How people around the world are coping with life indoors

How people around the world are coping with life indoors


How people around the world are coping with life indoors 1

Millions of people worldwide are having to embrace life under lockdown – confined to their own four walls or neighbourhoods for weeks on end as countries battle to reduce the spread of the coronavirus.

This new way of living poses huge challenges. Teaching, working and socialising have moved online as never before. The lockdown has also prompted many people to reassess their lives and what is most important to them, bringing unexpected realisations and touching moments with their families.

In Milan, 14-year-old Italian Lavinia Tomassini is trying to study at home. “I get up much later and I go to bed later than usual. I focus less when I am home, I like to go to school and study there more. I focus more when I am at school as I have less distraction.


“I hope all this will come to an end … I am really struggling to study from home as I have so many distractions here at home. And also I really want to be able to go out again without being worried about catching a disease.”

In the United States, as in other countries struck by the virus, Dr William Jason Sulaka has learned how to conduct consultations online as he can no longer meet his patients face to face. “I would rather see a patient in the office … I prefer real visits to virtual visits,” he says.

The closure of workplaces has given people time with their families they never had before. Dino Lin, a 40-year-old who works in an auto-part manufacturer, was lucky enough to move into a more spacious apartment in Shanghai just before the virus took hold, allowing his 5-year-old daughter Wowo Lin to have her own room.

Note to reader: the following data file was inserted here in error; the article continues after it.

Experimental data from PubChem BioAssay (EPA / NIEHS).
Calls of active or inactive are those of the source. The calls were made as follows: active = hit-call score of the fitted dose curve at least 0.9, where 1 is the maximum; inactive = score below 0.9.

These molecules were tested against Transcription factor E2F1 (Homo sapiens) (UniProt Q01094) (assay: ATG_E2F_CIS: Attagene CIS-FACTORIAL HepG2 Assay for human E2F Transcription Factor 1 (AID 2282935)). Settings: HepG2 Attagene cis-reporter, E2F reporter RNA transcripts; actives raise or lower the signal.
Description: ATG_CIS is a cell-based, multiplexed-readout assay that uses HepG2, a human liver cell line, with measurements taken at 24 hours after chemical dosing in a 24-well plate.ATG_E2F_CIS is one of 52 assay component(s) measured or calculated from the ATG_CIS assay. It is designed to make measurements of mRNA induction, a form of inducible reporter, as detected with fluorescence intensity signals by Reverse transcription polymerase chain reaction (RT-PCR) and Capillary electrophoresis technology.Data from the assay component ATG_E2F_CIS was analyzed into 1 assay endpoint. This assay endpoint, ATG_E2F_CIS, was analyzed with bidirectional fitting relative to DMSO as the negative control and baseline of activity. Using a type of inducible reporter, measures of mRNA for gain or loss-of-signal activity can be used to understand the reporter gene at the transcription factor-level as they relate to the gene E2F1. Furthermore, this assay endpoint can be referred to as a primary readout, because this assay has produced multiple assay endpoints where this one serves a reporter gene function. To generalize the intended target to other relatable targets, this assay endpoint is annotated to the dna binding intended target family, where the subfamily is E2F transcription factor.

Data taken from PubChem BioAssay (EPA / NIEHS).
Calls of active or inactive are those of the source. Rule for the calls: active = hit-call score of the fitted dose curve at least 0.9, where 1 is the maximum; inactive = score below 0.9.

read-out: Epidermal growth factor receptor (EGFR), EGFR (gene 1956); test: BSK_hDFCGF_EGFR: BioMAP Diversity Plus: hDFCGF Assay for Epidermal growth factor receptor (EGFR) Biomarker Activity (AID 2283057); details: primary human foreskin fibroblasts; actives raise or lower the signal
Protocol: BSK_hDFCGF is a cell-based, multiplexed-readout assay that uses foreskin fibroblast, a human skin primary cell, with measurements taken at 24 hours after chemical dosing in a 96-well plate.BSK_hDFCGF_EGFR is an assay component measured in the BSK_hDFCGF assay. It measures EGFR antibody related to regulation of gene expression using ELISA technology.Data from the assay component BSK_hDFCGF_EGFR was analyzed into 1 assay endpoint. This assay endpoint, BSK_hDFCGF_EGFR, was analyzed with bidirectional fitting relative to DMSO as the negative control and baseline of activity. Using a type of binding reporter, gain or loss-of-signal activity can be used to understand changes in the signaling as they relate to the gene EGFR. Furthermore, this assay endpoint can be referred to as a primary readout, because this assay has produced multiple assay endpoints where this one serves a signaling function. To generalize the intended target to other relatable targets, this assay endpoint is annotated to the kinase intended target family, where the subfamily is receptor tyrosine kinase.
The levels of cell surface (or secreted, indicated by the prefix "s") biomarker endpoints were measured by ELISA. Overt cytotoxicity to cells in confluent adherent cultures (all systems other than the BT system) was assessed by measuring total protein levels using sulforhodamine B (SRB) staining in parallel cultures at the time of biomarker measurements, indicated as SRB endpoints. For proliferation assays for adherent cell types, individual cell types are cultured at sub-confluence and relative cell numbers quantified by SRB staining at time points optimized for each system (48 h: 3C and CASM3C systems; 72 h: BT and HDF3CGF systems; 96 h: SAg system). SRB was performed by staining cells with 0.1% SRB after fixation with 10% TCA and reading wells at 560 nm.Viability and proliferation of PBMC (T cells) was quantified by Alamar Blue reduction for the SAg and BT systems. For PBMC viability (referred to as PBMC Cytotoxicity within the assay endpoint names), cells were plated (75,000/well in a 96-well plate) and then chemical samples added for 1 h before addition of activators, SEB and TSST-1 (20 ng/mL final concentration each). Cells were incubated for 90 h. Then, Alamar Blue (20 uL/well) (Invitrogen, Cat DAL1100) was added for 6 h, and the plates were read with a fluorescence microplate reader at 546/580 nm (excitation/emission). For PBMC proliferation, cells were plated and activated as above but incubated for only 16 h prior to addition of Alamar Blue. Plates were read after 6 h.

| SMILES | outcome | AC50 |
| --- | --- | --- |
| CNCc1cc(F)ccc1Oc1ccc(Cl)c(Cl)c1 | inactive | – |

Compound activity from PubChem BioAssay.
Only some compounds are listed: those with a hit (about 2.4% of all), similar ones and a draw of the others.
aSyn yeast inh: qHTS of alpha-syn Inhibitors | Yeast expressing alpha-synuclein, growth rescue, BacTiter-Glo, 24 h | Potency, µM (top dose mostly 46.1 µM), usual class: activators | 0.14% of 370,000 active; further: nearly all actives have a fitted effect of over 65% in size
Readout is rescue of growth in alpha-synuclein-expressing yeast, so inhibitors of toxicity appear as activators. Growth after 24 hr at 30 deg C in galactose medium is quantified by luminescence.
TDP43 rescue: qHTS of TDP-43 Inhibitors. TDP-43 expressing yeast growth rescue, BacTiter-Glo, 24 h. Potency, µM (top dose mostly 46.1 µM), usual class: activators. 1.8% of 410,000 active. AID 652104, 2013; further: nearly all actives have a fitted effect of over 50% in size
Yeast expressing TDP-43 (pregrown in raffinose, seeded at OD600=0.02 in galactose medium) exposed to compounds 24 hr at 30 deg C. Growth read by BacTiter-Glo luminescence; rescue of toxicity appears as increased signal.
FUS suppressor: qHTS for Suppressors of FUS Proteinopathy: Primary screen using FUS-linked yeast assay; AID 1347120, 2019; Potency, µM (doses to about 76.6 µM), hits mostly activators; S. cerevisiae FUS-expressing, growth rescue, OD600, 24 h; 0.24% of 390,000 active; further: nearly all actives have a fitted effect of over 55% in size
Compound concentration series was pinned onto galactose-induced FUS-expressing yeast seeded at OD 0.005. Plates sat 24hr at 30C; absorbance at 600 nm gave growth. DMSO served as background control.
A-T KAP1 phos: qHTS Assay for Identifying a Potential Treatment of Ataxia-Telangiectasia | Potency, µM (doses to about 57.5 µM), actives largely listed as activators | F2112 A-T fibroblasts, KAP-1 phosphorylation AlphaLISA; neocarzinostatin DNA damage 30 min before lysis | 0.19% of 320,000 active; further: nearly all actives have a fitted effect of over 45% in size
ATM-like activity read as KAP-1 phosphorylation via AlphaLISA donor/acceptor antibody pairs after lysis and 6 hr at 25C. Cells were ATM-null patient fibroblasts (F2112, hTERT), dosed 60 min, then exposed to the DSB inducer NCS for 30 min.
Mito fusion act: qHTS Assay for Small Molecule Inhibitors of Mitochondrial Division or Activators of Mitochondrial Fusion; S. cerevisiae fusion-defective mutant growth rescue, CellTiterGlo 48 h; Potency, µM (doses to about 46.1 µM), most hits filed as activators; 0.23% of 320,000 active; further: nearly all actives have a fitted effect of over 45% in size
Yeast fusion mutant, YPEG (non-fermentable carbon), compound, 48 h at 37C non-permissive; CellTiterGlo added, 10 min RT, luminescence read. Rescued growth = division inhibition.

“Now I finally got a lot of time to spend with my daughter and wife,” he says. “We help our daughter build her own daily plan, which includes English, maths study, cello practice, reading as well as her favourite, watching cartoons. After life returns to normal, I think the first thing for me is to have a big meal in a decent restaurant. My daughter’s wish is definitely to meet and play with her best friends right away.”

Musicians from the Beijing-based Chinese group The 2econd could not meet for weeks, but have now been able to come together and livestream a performance for their fans.

Thomas Law Kwok Fai, a 70-year-old Catholic priest in Hong Kong, has also turned to livestreaming, after the diocese temporarily suspended public masses at churches. “It was a painful decision. However, it was a decision of faith as we believe in God. God has given us the power to make sacrifices that make it a loving decision.”

In the Venezuelan capital Caracas, 51-year-old Ana Pereira lives alone with her dog and cat. She is sitting down in front of her computer to a virtual picnic with friends, as they can’t actually meet as they have done weekly since 2011. It is a poor replacement. “I need physical contact and I’m missing it a lot,” she says.

Asked what is the first thing she wants when life get back to normal, she says: “A hug.”

Reuters


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